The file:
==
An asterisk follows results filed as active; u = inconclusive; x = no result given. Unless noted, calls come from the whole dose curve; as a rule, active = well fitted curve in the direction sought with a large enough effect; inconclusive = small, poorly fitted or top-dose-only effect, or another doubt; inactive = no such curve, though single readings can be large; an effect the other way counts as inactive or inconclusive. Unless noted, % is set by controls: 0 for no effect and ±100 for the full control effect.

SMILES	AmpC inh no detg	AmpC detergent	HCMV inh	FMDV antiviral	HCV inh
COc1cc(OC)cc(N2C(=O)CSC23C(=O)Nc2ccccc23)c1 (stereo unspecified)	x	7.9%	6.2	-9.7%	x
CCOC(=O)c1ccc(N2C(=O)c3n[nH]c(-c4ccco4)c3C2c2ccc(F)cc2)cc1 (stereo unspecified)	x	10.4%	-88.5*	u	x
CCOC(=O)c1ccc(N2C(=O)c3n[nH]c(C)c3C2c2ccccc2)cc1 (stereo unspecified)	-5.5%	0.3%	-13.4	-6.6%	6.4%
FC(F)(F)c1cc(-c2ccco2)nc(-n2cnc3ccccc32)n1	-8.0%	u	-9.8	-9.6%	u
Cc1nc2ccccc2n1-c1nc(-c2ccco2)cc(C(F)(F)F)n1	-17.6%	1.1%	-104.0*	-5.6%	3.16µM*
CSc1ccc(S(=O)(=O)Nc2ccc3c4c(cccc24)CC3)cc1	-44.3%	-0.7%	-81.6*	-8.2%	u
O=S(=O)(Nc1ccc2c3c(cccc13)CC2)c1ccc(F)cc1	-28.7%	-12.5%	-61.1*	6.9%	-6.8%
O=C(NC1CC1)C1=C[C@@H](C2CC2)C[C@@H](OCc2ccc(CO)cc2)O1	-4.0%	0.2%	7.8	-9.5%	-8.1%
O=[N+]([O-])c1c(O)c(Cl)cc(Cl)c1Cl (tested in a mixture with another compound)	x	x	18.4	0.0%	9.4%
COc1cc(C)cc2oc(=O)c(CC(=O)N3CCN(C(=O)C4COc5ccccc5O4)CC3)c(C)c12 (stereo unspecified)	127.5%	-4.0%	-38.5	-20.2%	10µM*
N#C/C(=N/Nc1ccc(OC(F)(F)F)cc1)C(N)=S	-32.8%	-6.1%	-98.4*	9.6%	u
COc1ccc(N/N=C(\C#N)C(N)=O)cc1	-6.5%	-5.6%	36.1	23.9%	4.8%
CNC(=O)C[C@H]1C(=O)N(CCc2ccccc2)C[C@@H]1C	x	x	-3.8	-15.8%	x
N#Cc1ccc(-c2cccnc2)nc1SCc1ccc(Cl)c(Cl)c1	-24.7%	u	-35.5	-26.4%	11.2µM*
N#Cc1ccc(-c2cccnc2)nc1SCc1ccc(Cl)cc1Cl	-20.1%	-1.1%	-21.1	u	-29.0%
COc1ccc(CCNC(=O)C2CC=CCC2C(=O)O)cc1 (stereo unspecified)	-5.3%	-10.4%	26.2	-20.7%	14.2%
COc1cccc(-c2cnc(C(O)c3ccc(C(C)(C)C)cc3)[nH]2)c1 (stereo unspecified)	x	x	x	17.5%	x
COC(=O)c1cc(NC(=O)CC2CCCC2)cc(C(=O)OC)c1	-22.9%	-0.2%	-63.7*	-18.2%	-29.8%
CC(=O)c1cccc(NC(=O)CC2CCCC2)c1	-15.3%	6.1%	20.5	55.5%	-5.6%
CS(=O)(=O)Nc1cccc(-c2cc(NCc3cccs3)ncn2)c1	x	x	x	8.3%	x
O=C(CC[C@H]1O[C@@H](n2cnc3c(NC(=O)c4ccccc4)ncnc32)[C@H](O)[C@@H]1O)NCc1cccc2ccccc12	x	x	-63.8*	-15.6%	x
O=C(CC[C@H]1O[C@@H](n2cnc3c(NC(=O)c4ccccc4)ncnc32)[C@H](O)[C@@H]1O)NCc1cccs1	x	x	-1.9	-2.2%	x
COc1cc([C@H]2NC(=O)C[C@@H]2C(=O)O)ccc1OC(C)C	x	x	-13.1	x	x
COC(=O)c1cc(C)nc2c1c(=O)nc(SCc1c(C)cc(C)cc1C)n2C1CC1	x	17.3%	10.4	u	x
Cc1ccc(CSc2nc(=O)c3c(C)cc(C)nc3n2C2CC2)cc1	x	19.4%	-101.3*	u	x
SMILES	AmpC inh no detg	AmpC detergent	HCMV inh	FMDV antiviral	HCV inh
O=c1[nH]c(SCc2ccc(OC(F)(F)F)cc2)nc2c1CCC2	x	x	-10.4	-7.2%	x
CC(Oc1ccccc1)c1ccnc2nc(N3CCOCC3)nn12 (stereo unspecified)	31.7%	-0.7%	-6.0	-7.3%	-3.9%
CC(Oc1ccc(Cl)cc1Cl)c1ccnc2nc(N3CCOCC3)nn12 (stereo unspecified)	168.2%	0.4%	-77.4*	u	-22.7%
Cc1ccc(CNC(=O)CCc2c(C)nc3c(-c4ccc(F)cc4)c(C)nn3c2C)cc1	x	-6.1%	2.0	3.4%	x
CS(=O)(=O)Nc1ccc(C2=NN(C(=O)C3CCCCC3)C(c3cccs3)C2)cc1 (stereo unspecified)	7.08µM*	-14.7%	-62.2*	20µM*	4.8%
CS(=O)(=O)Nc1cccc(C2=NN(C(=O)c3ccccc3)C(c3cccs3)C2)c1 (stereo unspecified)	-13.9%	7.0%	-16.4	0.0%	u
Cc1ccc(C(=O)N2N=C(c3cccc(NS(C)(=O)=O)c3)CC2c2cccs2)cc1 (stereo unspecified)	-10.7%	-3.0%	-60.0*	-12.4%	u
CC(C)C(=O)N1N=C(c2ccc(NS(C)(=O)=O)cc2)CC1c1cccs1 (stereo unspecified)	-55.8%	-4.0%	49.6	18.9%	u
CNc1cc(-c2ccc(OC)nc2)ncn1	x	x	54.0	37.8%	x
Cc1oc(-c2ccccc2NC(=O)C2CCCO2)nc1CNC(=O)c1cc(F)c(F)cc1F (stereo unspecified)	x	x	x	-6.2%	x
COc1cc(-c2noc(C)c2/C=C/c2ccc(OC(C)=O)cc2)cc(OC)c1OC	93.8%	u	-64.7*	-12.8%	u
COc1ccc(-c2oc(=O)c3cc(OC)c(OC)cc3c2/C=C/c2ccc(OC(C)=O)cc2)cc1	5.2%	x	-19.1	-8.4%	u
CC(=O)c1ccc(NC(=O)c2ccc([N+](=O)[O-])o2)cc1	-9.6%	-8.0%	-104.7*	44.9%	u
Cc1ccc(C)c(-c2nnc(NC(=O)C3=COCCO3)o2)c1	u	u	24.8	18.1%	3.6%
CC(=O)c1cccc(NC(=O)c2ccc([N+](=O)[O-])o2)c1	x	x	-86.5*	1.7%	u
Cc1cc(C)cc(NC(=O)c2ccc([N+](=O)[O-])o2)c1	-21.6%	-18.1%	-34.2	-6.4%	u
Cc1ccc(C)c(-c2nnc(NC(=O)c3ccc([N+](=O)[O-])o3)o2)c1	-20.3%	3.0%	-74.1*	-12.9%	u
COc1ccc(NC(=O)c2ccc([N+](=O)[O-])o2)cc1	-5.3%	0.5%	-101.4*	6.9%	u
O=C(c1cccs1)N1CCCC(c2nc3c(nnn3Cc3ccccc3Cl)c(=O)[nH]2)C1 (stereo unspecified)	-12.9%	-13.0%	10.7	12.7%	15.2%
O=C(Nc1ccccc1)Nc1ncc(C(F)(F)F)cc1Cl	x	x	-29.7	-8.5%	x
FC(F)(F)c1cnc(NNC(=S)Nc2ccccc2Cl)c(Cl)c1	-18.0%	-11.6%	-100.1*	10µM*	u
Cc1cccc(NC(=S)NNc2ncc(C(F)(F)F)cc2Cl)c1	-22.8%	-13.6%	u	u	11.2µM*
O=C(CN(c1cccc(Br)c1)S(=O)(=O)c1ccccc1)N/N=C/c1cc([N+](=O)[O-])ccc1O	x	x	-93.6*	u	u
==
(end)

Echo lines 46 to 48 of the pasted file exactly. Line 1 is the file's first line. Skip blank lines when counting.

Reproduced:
COc1ccc(NC(=O)c2ccc([N+](=O)[O-])o2)cc1	-5.3%	0.5%	-101.4*	6.9%	u
O=C(c1cccs1)N1CCCC(c2nc3c(nnn3Cc3ccccc3Cl)c(=O)[nH]2)C1 (stereo unspecified)	-12.9%	-13.0%	10.7	12.7%	15.2%
O=C(Nc1ccccc1)Nc1ncc(C(F)(F)F)cc1Cl	x	x	-29.7	-8.5%	x